Well, it looks like Spenser's back and thank goodness, Hawk makes more than an appearance here. He an intricate part of the story. I'm fond of Hawk, he's a cool dude and is Frack for Spenser's Frick.
Susan, now she's another story in my book. Starting to wonder what Spenser sees in her; oh, I forgot, he loves her. But really Susan, get it together, please!
Really liked the storyline, with Spenser and Hawk traveling outside Boston to get done what they need to do to make things right.
This novel Spenser gets side-tracked with his morals which up to now have be steady and firm. He does what needs to be done though for the betterment of everyone, but there's a subtle change in him.
USA Today says on the back cover, "if you like tight writing, no wasted words, loads of liolence, and interesting characters, Parker will be your cup of tea." Yes, Robert B. Parker is my cup of tea since this is the latest Spenser read in series which I've challenged myself.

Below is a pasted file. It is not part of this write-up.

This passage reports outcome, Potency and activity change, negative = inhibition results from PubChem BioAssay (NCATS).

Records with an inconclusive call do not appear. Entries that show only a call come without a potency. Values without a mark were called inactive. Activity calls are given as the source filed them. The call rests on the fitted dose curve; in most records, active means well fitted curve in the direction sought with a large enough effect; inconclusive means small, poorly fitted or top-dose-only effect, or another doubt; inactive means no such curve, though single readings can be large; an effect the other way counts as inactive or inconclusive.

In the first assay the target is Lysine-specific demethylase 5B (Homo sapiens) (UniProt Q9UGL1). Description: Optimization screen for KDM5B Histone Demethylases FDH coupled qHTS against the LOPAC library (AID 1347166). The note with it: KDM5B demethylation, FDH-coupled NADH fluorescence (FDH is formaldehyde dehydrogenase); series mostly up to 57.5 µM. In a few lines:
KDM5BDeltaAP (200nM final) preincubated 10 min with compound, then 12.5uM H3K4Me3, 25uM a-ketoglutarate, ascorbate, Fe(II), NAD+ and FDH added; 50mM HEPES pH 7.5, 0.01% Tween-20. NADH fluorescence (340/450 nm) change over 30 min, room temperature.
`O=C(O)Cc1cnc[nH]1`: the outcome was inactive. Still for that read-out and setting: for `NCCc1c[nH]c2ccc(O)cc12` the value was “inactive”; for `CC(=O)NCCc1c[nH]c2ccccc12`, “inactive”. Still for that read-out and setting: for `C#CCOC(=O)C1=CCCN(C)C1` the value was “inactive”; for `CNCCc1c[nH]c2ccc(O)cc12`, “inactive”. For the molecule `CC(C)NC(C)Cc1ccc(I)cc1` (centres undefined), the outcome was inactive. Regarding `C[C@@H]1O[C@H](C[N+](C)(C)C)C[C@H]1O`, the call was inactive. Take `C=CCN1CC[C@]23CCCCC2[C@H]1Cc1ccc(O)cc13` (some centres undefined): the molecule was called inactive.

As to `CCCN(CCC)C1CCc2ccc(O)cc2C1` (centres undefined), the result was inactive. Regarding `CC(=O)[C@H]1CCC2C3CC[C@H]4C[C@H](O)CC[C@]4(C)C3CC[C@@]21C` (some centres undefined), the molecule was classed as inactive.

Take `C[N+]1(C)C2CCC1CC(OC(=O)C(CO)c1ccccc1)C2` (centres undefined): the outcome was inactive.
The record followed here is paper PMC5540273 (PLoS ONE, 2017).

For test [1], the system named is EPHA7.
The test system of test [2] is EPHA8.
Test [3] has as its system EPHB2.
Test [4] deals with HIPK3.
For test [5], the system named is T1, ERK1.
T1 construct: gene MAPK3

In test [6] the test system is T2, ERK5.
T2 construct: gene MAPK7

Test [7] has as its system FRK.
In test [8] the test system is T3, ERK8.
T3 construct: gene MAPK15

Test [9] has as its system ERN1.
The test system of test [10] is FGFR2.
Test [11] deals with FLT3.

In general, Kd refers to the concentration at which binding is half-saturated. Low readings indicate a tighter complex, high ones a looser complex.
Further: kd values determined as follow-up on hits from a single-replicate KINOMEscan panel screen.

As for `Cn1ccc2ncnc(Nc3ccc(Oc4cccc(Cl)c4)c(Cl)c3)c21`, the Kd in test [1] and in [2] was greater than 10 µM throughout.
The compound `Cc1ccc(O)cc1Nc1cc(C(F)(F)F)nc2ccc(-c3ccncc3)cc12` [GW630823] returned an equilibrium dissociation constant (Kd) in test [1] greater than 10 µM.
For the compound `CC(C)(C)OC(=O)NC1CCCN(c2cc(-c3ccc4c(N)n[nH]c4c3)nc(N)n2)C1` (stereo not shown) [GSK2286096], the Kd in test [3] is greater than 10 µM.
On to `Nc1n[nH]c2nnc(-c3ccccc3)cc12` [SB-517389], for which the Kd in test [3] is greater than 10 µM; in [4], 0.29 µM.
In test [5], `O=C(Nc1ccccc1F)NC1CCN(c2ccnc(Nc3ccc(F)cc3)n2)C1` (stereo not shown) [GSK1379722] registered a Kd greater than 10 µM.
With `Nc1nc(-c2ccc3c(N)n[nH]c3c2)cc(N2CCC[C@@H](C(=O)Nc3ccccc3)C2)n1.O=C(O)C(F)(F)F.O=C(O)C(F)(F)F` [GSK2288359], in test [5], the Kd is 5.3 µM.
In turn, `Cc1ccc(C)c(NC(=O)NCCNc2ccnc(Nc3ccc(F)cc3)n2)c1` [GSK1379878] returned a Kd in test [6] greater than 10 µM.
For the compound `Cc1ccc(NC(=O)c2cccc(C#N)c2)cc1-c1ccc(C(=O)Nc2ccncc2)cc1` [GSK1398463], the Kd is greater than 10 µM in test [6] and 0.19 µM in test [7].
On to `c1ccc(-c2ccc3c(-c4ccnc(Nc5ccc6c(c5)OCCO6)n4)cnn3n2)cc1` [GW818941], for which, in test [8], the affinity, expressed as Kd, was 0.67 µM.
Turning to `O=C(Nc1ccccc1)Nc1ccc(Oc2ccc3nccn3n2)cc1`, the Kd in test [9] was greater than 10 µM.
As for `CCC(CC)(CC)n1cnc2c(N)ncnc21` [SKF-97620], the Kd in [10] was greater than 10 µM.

Prepared to continue until the end (27 maybe?) and A Catskill Eagle is number 15 if I counted right. At least one, I had read previously, but started with The Godwulf Manuscript and glad I read them as a series since characters are popping up who have a background with Spenser. It's like I already know who they are due to previous books, some of which were not all that great.
Just purchased a book, Poodle Springs, which Raymond Chandler who I've been reading also, started and Parker apparently finished after Chandler's death. Read the Parker read and wanted to emulate Chandler's writing and his P. I. character, Philip Marlowe. Knowing that, I can see some similaries, which is a good thing.